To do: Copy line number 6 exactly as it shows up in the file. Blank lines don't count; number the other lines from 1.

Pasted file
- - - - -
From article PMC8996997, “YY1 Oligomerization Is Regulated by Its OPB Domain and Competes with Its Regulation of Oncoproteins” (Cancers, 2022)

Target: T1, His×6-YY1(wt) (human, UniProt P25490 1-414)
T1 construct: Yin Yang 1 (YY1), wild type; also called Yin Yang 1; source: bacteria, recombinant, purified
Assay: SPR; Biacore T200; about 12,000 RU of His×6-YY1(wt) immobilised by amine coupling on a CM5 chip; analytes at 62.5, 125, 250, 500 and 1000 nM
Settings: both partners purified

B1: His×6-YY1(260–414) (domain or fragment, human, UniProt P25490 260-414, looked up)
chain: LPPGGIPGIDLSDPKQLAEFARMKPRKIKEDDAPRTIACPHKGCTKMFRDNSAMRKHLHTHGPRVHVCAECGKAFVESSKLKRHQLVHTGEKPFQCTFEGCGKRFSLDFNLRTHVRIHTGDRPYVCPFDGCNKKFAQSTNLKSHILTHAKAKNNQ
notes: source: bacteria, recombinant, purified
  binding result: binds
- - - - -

B1: His×6-YY1(260–414) (domain or fragment, human, UniProt P25490 260-414, looked up)